Dog Brings Home a Cute Baby Animal, Turns Out It’s a Bear Cub

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(TMU) — A Virginia family was surprised when their family dog arrived home carrying a tiny bear cub in early February. With the mom nowhere in sight, the family, unsure what to do with the dehydrated cub, called the Department of Game and Inland Fisheries (DGIF) A biologist collected and transported the cub to the Virginia Wildlife Center.

Once there, the cub, weighing just 1.2 pounds (540 grams) was put into an incubator and the rehabilitation team started the re-feeding process straight away. “It’s a great example of all of us working together to provide what a wild animal needs most,” said Amanda Nicholson, director of outreach at the Wildlife Center.

UPDATE from Amanda Nicholson at the Wildlife Center where the cub was treated: ‘’Good news, everyone! The black bear cub was successfully fostered on Wednesday! He’s out in the wild with a new mom now.” Sit back, relax and keep on reading.

Look what the dog drug home! Conservation Officer Jeff Pease of Wytheville checks out this newborn baby black bear cub…

Posted by Richard Vaughan on Thursday, February 6, 2020

Fortunately the bear cub was in good health when he was found. “It is fairly common for us to receive wild animals that have been picked up by pets, but it’s uncommon that they are uninjured. Sadly, we see a significant number of injured wildlife from free-roaming house cats, and dogs will also often disturb nests of some ground-dwelling wildlife,” Nicholson said, and explained further:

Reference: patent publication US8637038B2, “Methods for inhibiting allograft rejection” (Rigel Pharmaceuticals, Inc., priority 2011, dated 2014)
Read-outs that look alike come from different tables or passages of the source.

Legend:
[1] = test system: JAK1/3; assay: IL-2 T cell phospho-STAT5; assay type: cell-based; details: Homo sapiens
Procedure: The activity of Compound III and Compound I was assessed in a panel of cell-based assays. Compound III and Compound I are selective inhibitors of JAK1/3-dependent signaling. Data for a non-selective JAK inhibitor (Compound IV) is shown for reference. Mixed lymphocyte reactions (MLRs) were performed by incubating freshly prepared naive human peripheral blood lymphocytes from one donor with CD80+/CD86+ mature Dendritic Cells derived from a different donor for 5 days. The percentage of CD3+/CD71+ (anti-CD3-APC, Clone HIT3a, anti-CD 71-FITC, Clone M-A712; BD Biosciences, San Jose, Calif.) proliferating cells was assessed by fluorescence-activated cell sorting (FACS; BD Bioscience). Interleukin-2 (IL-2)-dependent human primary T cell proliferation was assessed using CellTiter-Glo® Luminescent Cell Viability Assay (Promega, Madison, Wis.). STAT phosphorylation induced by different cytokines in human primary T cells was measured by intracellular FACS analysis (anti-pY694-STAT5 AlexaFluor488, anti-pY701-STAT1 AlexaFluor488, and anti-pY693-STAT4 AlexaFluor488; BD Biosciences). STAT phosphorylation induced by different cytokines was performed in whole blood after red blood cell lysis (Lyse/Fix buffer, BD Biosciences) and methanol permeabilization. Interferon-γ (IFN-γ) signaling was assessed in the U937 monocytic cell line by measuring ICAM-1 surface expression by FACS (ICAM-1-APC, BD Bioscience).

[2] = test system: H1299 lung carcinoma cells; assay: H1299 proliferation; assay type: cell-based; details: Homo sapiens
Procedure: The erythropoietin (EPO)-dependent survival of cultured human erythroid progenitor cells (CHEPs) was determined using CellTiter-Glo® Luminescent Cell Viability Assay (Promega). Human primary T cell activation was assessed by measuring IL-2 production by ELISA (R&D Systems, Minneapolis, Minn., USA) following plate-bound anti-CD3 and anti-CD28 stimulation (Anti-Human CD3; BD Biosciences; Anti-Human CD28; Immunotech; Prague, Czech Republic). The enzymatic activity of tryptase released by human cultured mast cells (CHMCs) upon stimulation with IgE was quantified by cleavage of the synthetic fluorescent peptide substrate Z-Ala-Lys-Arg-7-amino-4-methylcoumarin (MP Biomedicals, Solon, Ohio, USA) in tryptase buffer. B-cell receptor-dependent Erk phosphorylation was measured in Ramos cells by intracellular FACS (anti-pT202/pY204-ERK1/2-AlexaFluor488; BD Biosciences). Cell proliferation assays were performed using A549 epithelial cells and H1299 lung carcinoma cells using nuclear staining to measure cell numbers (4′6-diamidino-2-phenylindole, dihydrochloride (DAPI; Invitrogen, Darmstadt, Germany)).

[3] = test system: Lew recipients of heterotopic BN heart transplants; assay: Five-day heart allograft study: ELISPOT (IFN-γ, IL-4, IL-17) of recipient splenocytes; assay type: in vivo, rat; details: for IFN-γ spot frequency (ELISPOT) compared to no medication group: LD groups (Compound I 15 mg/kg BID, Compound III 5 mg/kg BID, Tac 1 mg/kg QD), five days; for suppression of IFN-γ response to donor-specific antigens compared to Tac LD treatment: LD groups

“We treat more than 3,000 wild animals each year in our hospital; a number of animals come to us sick or injured, and we have a veterinary team at the ready to provide whatever treatment or surgery is necessary. We also receive a number of healthy orphaned animals, and our rehabilitation staff will raise them until they are old enough to survive on their own back in the wild. In the case of this bear, we settled him into an incubator and calculated a ’round-the-clock feeding schedule with a specialized formula to meet his nutritional needs.”

While the baby black bear’s weight hardly tipped the scales, once he’s grown into an adult he could weigh as much as 550 pounds (250 kg) and have the strength to flip boulders weighing over 308 pounds (140 kg) with a single paw. These majestic animals also excel at climbing and swimming and love climbing trees, swimming, and taking showers to cool down and perhaps catch a snack or two while they’re at it. Needless to say, bears can be scary and are dangerous so it’s best to avoid contact.

The Alberta Government in Canada, with a population of 40,000 black bears, shared the latest guidelines for handling a black bear in the wilderness on their website:

“If you find a bear cub alone, do not interfere with it. Doing so can be detrimental to the bear’s well-being, and can place you at high risk if its mother is nearby. Although black bear cubs normally remain with their mothers for up to 17 months, they are self-sufficient at five months.’’

Cubs can become orphaned for several reasons including a mother’s inability to produce milk, a fire or a drought, or when humans disturb dens. A black bear cub can also become an orphan should its mother be killed, likely by a vehicle, a hunter, or after a clash with humans.

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By Jade Small | Creative Commons | TheMindUnleashed.com

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